I think "Doom" is a very funny name for a beer that makes me so incredibly happy. From the sunny color that greeted me as I poured it to the last bourbon-scented sip, I had a big 'ol smile on my face. Get your hands on a bottle of this special brew and I guarantee that you will too.
Two years ago I stumbled onto the description of an intriguing summer cocktail: a shot of Campari topped with IPA, served with ice and a twist of lemon. One bitter sip was all it took; I was hooked on what has since become my favorite simple summer apéritif. Have you tried it?
Bitter Brewer is not your typical summer seasonal. Where many summer ales ease off the hops and bring in some wheat for extra lushness, this beer from Surly Brewing Co. embraces cracker-dry malts and adds a good smack of bitterness. What results is a one-of-a-kind session ale for summer that takes you from lawnmower to porch swing without missing a beat.
I have to admit, when I first saw these posters I didn't understand them because I'm not a big beer drinker. However my husband, who both enjoys buying and brewing his own craft beer, recognized the names of all these hops and declared the posters "very cool" indeed. So, there you have it. Educational art for (lovable) beer geeks!
Crisp and a touch lemony, fizzy with bubbles and chilled to ice-cold: this is the kind of beer that hits the spot after a day spent romping in the garden or lounging on the porch. When the summer's seasonal beers start showing up in stores, that's when I know that summer has really started. Here are five to look out for as we head into the long days of sun and heat — what's your favorite?
Most craft beers are made with a blend of hops — each one carefully chosen to add its particular flavor and aroma to the brew. But not this time. No, sir. As one of Danish brewer Mikkeller's Single Hop Series, this IPA was brewed start to finish using only amarillo hops. Don't know what those taste like? You will now.
When I first started brewing beer at home, I was a 5-gallon girl — much like most new homebrewers. It's just what you do. But there were drawbacks almost immediately. Brewing this much beer at once meant clearing out a precious coat closet for storing carboys and bottles, always having a buddy on hand to help lift the heavy (and hot!) pot on and off the stove, and drinking my way through a lot of beer — which may not seem like a bad thing at first, but can get tiresome if your beer proves less than stellar. Trust me.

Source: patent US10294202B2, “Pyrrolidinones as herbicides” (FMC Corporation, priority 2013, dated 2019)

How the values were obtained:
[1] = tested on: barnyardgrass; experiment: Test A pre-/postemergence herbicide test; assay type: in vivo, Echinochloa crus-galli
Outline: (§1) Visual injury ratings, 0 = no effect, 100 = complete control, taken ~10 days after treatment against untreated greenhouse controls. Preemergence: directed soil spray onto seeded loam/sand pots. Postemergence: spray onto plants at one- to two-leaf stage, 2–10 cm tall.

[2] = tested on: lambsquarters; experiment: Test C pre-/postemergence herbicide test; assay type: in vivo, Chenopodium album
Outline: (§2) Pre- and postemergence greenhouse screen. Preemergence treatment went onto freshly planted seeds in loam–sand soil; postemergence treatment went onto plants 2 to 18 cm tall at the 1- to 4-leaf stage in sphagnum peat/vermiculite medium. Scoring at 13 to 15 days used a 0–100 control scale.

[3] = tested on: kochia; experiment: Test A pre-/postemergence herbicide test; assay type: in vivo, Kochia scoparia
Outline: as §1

And then I discovered 1-gallon batches. Like a lightning strike to my brew pot, my life as a homebrewer was transformed overnight, and I ultimately developed all the recipes in my new book True Brews to be 1 gallon or less. Here's why I may never brew another 5-gallon batch of beer again.
This is a very exciting spring for books here at The Kitchn! A couple weeks ago we told you about my new book, Bakeless Sweets, and this week we're turning the spotlight to another book from our team: True Brews, by Emma Christensen, our very own recipe editor. Emma has written about beer for The Kitchn for many years, and she has become a knowledgeable expert in brewing it as well — and her new book shows you how you can make it for yourself. But she doesn't stop at beer — wine, kefir, kombucha, and fizzy sodas show up in True Brews too!
Today we have an interview with Emma, talking about her new book. Come read all about brewing in small apartments with minimum equipment, the most surprising things she learned while writing the book, and the most refreshing drink for summer!
I have been insanely curious to try this gluten-free pale ale from Omission Beer ever since I first heard about it. Gluten-free beers are notoriously mediocre, but this one has been making waves of the omgwow! sort in the beer community. Until very recently, Omission's beers were only available in Oregon and a few select bars outside the state, so when I saw a bottle at my favorite local brew shop, I snatched it up and headed straight home.